1. I think I'll make a pizza for the Ohio State game and use some up. And tacos for the Browns Steelers tomorrow. Excuse me while I run out to get some beer.

      1. Tacos for the Browns AND the Steelers?!?! Most of these guys are BIIIIIGGLY YUGE, and there's boatloads of them!!! Better make that a BUTT-TON of tacos!!!

      2. If there is no blood on the field it ain’t Browns - Steelers. Get ‘em dawgs.

  7. Despite Relentless Government Intervention?

  8. What ever happened to this (below)? I haven't read squat (new) about it in years now...
    Genetically modified cows produce 'human' milk
    Scientists have created genetically modified cattle that produce "human" milk in a bid to make cows' milk more nutritious.

    1. Do the udders look like breasts? Asking for a friend.

  9. Correct me if I'm wrong, but wasn't Thomas Jefferson con minced that Farmers were deserving of special government support? That would make the history of government meddling in farm business as old as the Republic, if not older, and as American as apple pie.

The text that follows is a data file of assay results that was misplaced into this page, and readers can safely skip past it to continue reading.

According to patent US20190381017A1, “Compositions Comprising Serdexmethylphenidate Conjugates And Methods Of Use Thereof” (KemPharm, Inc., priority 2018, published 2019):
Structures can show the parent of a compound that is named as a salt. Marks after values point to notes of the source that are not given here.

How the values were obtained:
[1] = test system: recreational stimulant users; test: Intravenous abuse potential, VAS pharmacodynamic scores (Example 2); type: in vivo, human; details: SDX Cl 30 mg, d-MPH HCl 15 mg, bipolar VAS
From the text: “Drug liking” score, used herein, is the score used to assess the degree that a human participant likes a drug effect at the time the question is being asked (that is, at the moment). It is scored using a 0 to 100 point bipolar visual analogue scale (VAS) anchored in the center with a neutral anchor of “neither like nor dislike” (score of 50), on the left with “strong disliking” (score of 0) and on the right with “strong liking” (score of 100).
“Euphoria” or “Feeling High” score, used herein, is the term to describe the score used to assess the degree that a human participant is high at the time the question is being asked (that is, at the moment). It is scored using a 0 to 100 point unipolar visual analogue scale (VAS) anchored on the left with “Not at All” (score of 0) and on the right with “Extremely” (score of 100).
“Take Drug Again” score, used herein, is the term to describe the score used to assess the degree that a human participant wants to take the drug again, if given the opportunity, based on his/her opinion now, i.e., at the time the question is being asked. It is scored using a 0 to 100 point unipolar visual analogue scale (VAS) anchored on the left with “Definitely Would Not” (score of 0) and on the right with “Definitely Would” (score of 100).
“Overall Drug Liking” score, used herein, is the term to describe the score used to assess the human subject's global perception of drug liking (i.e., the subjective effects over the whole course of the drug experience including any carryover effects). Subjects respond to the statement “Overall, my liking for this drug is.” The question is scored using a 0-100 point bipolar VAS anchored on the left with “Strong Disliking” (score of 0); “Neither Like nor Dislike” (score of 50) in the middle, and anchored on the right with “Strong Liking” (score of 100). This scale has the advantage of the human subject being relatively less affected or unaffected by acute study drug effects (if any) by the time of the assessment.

And about as healthy as apple pie as an unvaried diet.

    1. The original cities and their governments in Mesopotamia were probably about administering water rights and the irrigation for farms.

      Military leadership was important before that, too, but people apparently didn't go from hunters and gatherers to intensive farming because farming was easier. Just like with Native Americans, tribes were often forced out of prime hunting grounds after losing military conflicts.

      Okay, so now we can't follow the herds anymore. Let's build irrigation canals and farm. Who gets the water from irrigation and how much? The answer to those questions was probably the beginning of government as we think of it. It takes a lot of people to build irrigation canals and walls around your city.